Whatever plea Bradley Manning makes to the tribunal that will determine his fate for the next 90 years, the job of his supporters remains to campaign for his immediate, unconditional release.
Now, however, there is a conundrum. That is because, to put it bluntly, Bradley Manning does not determine the meaning of Bradley Manning.
As discomfiting as it may be, and as difficult as it may make our task, we have to acknowledge that, politically speaking, this statement of Manning’s is terrible.
It may be personally necessary for him, in ways that no one not facing a century of prison time can fathom. As must everyone, his first task is to navigate the predicaments of his life. We now know more about his intense isolation and alienation, resulting from his very difficult lifelong personal predicaments, of a kind for which aggressively individualistic society offers little support. That is now intensified exponentially by the seemingly inescapable legal predicament, facing eternal confinement, he is now in, thanks to the one person he dared turn to for support. (There is no hell hot enough for Adrian Lamo
.) In such a context, there’s no judging or begrudging his personal decision.
Politically, however, it is undeniable that this statement works against the movement his own actions helped to create – including the movement for his defense.
The first thing in his discourse is apology. Followed by “I am sorry” four times. Followed by “I hurt the United States” and “hurt people” because “I was dealing with a lot of issues” and “I did not truly appreciate the broader effects of my actions” and didn’t have enough respect for “the decisions of those with the proper authority.” It is a discourse dripping with guilt and remorse for his actions, that explains those actions in terms of personal confusion and immaturity, and that culminates by denigrating himself – self-judging himself through the very actions of his that we value most, and see as proof of what a fine person he already is – as someone who needs “the opportunity to prove” to this punishing tribunal that he can “be a better person.” This is a sad stance, in which Manning implicitly disavows his strong actions, and his own strength in taking them, throwing himself at the mercy of the pitiless machine whose crimes he himself exposed.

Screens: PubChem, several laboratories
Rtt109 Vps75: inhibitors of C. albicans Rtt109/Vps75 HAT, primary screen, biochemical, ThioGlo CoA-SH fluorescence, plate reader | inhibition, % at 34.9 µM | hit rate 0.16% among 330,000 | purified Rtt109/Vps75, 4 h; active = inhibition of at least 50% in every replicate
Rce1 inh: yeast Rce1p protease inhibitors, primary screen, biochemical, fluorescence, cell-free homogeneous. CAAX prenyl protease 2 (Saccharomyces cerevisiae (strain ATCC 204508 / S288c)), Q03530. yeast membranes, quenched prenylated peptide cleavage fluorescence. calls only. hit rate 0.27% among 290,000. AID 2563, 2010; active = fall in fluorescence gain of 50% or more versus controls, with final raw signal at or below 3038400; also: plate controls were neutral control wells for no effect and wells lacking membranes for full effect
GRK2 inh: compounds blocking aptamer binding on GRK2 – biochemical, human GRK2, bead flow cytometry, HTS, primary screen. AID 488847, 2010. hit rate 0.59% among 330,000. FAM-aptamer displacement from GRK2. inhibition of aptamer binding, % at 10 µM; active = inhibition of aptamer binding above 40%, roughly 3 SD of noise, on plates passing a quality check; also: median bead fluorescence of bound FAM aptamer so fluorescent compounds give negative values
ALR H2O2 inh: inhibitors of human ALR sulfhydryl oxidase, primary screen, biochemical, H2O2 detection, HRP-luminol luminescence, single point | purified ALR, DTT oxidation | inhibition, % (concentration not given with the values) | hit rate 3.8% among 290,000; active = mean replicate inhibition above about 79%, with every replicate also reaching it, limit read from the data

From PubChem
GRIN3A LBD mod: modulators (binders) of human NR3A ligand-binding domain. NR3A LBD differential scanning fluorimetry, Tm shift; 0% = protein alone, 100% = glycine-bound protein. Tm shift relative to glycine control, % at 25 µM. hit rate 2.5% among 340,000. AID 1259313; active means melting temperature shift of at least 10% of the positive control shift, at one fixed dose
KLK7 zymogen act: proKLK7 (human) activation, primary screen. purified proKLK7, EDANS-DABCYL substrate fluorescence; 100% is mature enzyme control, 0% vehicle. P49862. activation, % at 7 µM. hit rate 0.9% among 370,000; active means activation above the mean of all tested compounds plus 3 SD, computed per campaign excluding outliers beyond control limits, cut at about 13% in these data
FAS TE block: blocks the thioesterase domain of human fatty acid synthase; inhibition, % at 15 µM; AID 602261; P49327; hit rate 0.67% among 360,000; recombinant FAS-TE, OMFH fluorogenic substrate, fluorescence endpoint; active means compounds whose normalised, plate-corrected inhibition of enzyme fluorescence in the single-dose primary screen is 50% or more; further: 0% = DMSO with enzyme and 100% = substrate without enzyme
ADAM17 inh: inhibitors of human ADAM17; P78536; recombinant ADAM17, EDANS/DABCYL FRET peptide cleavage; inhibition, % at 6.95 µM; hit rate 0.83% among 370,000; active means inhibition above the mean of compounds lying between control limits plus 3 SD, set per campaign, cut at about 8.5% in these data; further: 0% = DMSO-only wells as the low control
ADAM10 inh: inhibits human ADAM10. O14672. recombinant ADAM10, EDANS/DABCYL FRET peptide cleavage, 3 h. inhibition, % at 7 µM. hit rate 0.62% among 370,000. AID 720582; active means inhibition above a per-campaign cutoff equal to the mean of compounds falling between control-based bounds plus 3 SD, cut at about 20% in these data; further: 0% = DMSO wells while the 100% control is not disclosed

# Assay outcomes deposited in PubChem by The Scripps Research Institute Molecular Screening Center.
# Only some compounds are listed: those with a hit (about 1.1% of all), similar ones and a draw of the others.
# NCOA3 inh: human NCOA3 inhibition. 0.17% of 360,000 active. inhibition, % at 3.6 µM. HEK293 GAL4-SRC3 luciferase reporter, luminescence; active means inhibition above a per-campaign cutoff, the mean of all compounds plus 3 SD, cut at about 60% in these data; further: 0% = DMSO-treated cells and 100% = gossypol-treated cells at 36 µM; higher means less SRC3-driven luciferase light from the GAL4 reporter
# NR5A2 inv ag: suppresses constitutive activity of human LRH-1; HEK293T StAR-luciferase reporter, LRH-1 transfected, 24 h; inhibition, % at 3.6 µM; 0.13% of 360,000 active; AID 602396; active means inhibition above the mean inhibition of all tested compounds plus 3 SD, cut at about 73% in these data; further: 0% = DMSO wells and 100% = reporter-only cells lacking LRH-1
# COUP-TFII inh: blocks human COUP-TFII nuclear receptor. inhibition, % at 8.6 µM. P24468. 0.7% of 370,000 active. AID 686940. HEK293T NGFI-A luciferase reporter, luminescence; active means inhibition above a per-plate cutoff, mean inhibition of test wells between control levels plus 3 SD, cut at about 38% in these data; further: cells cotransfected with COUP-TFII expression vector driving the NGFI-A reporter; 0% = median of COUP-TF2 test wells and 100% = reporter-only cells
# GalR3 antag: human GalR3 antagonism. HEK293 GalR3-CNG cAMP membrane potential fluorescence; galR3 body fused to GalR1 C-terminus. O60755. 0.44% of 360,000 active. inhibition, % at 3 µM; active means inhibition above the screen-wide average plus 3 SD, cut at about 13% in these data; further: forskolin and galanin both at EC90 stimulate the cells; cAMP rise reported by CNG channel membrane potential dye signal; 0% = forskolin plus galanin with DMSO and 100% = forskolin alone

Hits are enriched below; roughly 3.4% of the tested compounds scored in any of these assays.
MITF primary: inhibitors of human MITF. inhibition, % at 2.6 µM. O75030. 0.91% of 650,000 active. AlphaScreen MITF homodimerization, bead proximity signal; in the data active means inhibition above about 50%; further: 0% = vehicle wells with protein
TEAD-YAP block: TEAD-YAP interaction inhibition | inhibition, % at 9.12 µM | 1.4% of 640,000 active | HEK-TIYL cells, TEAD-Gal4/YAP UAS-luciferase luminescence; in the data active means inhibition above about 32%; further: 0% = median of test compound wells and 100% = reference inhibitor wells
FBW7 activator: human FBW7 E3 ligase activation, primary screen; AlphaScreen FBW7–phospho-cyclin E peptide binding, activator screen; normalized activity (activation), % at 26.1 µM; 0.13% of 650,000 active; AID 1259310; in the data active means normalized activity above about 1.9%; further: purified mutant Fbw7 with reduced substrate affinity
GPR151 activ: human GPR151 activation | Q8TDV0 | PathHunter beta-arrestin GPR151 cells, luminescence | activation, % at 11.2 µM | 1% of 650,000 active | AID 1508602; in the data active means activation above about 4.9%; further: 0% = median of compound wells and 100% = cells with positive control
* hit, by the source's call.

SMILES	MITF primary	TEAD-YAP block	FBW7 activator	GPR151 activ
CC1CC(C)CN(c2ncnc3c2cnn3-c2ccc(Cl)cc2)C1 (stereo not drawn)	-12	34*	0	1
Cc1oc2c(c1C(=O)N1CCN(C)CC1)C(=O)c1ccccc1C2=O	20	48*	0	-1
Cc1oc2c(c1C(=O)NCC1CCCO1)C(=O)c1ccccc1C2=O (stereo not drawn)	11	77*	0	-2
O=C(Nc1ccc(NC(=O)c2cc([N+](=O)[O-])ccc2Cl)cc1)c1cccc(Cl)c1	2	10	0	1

This statement also implicitly undermines the rationale of the movement – the movement Manning did more than anyone else to engender – that defends American whistleblowers as those who act on political and moral principle, in ways that are carefully considered, and that help and strengthen our citizenry and our country. Between those positions, which this movement has forcefully articulated, and this statement of Manning’s, there is no congruence; there is contradiction. To deny this is to be – well, not credible.
Indeed, to be credible, and to stay the course of support for Manning as the political agent he has been, we have to accept that we are doing so whether he recognizes himself to be that agent or not. This statement provides ammunition that will be used against Edward Snowden and Julian Assange, and any others – it may in fact deter some – who dare follow the brave example of them and Manning himself. Unfortunately, it’s clear that, in order effectively to defend his actions and theirs, we cannot depend on, and indeed have to distance ourselves from, Manning’s discourse of self-understanding.